Kirsten: how long have I been in this room?
Maggie: Answer the question.
Kirsten: I'm trying to. How long have I been in this room?
Maggie: Guess.
Kirsten: An hour?
Maggie: One minute. [smiling and leaning in] You really don't know, do you?
Kirsten: I have this condition, it's called temporal dysplasia. I have no time perception.
Maggie: I've read about this condition. I thought it was made up.
Kirsten: I wish, cause then you could unmake it up; it really sucks. I use memory, logic and math to approximate time difference, but I don't know what time feels like.

You can't have a new show without the possibility of a romantic relationship thrown in, and there was a ton of chemistry between Kirsten and Cameron. Even though I enjoy Kirsten, she can't continue to be a hardass and not let people in. Cameron may be the one to help her come out of her shell – he's smart, attractive and has sharp wit. You also got a better understanding of the entire stitcher's program thanks to Cameron's very precise explanation.

Kristen: Why is he here? Are you guys coroners?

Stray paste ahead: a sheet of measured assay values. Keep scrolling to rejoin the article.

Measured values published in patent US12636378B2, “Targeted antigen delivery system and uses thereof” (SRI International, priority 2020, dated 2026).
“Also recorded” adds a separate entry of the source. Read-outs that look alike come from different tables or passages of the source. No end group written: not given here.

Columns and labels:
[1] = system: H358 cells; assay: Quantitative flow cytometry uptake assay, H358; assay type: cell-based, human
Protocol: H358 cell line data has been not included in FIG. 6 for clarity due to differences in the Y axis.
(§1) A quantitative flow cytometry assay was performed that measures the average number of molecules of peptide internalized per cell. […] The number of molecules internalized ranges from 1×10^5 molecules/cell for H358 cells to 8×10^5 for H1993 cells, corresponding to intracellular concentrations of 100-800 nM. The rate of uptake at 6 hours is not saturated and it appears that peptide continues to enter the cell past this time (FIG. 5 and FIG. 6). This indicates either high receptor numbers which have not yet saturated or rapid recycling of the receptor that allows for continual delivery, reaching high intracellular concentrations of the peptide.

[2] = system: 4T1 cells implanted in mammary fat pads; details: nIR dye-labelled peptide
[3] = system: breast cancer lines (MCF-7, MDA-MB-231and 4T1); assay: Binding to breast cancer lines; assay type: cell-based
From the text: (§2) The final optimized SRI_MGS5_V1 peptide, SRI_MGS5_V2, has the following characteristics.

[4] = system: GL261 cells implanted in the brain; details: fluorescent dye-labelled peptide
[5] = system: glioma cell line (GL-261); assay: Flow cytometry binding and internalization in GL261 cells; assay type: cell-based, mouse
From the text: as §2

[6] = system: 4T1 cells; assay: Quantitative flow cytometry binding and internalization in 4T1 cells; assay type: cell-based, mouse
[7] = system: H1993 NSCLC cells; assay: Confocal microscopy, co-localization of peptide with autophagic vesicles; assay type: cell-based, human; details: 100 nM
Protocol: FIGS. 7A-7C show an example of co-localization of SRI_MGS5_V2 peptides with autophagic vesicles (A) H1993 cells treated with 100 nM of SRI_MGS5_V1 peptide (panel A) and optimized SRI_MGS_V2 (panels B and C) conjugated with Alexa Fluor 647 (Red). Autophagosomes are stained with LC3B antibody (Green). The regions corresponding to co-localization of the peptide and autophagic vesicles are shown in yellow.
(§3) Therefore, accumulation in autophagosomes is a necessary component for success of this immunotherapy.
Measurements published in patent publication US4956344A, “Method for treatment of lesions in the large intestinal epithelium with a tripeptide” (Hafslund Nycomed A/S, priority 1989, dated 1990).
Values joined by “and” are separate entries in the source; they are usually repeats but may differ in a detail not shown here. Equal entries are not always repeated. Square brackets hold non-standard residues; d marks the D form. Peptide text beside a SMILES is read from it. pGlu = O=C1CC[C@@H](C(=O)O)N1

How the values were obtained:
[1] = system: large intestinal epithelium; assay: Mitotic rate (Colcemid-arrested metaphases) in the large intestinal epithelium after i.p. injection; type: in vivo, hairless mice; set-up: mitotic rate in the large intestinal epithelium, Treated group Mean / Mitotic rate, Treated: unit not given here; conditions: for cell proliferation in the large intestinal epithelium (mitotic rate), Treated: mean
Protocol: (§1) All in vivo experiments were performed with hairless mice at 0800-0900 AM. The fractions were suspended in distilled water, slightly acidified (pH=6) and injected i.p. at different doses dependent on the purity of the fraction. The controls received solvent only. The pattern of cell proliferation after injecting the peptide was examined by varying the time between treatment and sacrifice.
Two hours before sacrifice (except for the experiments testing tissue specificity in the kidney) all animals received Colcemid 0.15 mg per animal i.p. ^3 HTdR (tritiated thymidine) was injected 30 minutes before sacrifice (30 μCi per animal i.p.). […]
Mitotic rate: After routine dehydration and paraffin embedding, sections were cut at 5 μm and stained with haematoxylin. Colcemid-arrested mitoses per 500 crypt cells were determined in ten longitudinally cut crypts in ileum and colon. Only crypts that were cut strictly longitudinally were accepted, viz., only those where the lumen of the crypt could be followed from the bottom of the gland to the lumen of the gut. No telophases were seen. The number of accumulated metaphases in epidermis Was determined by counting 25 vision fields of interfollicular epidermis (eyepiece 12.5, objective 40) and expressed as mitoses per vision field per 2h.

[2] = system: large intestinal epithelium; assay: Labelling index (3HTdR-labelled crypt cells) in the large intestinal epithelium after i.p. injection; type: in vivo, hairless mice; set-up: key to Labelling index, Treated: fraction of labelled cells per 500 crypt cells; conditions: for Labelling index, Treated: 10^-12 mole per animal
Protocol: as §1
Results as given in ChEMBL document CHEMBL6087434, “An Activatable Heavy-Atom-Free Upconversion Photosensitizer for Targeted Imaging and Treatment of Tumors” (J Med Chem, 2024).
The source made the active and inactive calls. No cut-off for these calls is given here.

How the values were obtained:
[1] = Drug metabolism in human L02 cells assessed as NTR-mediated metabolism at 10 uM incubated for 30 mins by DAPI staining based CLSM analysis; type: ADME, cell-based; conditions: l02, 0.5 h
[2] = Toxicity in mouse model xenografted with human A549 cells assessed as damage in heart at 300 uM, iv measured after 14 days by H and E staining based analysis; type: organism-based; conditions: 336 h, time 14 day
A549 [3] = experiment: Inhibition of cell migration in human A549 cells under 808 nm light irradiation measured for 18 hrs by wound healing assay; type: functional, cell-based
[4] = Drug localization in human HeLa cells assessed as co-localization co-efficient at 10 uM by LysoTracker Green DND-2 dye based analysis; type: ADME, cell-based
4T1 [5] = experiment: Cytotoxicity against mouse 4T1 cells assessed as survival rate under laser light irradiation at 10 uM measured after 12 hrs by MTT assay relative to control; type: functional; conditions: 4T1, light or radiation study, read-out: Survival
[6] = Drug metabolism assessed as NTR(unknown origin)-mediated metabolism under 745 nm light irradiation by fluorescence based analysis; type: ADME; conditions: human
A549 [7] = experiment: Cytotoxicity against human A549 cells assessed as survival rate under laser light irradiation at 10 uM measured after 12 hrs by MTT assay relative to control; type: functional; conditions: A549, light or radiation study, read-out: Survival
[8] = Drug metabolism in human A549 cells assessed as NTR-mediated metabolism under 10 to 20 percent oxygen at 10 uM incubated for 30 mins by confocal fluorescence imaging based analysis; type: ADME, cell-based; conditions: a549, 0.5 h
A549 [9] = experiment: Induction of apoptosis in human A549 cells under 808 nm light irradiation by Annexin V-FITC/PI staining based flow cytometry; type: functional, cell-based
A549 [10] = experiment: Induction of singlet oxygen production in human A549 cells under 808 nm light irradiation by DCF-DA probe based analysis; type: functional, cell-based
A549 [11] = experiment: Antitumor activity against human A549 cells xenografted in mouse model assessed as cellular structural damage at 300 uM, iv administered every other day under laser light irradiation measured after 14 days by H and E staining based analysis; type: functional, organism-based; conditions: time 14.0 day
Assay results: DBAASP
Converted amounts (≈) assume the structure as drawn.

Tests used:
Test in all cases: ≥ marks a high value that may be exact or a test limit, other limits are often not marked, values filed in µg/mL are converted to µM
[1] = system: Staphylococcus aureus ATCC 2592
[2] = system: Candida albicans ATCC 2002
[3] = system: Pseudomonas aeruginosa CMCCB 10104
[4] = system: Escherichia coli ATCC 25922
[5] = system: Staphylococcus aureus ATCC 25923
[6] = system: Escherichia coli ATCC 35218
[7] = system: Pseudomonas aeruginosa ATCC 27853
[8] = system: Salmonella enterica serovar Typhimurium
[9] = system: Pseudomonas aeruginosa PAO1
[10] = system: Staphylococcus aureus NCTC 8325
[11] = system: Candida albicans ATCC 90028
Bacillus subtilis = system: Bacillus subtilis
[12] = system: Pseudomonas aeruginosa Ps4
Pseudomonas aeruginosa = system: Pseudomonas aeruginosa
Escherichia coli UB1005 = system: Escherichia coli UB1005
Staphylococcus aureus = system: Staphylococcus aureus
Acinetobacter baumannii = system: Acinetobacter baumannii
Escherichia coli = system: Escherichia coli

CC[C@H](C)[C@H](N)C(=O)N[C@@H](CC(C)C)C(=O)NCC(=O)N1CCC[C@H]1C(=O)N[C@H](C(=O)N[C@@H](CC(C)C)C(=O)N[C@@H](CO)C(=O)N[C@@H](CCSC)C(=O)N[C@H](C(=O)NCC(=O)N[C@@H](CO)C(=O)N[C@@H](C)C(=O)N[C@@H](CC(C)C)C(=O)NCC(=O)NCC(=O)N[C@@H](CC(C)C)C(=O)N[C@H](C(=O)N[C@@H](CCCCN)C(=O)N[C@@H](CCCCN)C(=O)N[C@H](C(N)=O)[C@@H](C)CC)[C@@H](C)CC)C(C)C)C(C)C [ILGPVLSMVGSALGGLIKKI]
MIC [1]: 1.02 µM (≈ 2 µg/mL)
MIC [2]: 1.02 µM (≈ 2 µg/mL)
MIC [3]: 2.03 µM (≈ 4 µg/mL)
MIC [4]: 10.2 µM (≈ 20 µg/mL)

Cameron: No. He's here to share his memories with us.
Kirsten: But he's dead.
Cameron: Hmm. Fun fact: After death, consciousness lingers for 30 seconds. After that, 10 minutes and the brain starts to degrade. If we get a sample in here fast enough, we can start a protocol that will slow down further deterioration for days.
Kirsten: Sample? You mean corpse?
Cameron: Tomato/Tamato.
Kirsten: You're getting this guys dead, deteriorating brain to talk to you? How?
Cameron: By inserting a living consciousness into those memories. We call it stitching.
Kirsten: That's impossible.
Cameron: Is that so, doctor I've never studied neuroscience unlike Cameron. The brain is a bioelectrical device with emphasis on electrical. Even after death the wiring, the synapses are all still in there, for a while anyway, and that means so are the memories, but it takes a living consciousness to access them and interpret them and that's where you come in.